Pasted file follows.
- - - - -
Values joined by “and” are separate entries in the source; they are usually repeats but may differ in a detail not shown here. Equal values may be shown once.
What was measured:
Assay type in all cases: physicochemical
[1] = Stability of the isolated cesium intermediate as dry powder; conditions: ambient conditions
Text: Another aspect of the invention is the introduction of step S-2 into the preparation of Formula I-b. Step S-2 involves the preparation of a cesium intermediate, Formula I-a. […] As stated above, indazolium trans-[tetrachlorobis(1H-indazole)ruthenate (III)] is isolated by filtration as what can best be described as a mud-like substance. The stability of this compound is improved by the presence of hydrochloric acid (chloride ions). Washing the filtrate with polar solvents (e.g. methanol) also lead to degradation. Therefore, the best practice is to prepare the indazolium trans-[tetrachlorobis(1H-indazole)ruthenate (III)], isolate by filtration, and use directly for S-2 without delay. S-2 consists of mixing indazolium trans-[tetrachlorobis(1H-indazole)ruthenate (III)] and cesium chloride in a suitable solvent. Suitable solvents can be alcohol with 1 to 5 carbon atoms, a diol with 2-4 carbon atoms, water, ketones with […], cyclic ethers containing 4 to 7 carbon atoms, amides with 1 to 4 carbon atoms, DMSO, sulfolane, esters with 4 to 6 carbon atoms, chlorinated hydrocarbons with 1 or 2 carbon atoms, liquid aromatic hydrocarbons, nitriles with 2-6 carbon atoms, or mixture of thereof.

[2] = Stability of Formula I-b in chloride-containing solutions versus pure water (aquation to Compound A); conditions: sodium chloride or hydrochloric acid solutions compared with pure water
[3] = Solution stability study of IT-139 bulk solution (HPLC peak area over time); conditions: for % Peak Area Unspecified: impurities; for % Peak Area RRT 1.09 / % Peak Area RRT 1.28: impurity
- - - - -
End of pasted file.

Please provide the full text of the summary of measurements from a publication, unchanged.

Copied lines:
Values joined by “and” are separate entries in the source; they are usually repeats but may differ in a detail not shown here. Equal values may be shown once.
What was measured:
Assay type in all cases: physicochemical
[1] = Stability of the isolated cesium intermediate as dry powder; conditions: ambient conditions
Text: Another aspect of the invention is the introduction of step S-2 into the preparation of Formula I-b. Step S-2 involves the preparation of a cesium intermediate, Formula I-a. […] As stated above, indazolium trans-[tetrachlorobis(1H-indazole)ruthenate (III)] is isolated by filtration as what can best be described as a mud-like substance. The stability of this compound is improved by the presence of hydrochloric acid (chloride ions). Washing the filtrate with polar solvents (e.g. methanol) also lead to degradation. Therefore, the best practice is to prepare the indazolium trans-[tetrachlorobis(1H-indazole)ruthenate (III)], isolate by filtration, and use directly for S-2 without delay. S-2 consists of mixing indazolium trans-[tetrachlorobis(1H-indazole)ruthenate (III)] and cesium chloride in a suitable solvent. Suitable solvents can be alcohol with 1 to 5 carbon atoms, a diol with 2-4 carbon atoms, water, ketones with […], cyclic ethers containing 4 to 7 carbon atoms, amides with 1 to 4 carbon atoms, DMSO, sulfolane, esters with 4 to 6 carbon atoms, chlorinated hydrocarbons with 1 or 2 carbon atoms, liquid aromatic hydrocarbons, nitriles with 2-6 carbon atoms, or mixture of thereof.

[2] = Stability of Formula I-b in chloride-containing solutions versus pure water (aquation to Compound A); conditions: sodium chloride or hydrochloric acid solutions compared with pure water
[3] = Solution stability study of IT-139 bulk solution (HPLC peak area over time); conditions: for % Peak Area Unspecified: impurities; for % Peak Area RRT 1.09 / % Peak Area RRT 1.28: impurity